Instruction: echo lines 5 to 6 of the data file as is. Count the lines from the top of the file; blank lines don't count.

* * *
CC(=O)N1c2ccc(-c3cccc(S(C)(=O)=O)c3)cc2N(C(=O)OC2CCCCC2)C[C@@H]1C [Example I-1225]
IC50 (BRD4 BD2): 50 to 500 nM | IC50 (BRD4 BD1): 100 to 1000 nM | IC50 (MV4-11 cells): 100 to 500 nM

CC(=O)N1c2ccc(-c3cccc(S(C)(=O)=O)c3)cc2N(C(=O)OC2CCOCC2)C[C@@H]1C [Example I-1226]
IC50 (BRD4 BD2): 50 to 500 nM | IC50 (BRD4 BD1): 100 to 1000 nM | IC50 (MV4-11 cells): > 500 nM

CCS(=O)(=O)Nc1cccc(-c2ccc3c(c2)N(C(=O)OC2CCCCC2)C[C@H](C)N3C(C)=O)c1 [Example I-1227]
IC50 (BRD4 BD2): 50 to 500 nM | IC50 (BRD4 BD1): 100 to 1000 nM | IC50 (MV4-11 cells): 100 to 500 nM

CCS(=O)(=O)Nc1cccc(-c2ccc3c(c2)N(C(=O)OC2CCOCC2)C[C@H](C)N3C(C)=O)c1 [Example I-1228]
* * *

CCS(=O)(=O)Nc1cccc(-c2ccc3c(c2)N(C(=O)OC2CCCCC2)C[C@H](C)N3C(C)=O)c1 [Example I-1227]
IC50 (BRD4 BD2): 50 to 500 nM | IC50 (BRD4 BD1): 100 to 1000 nM | IC50 (MV4-11 cells): 100 to 500 nM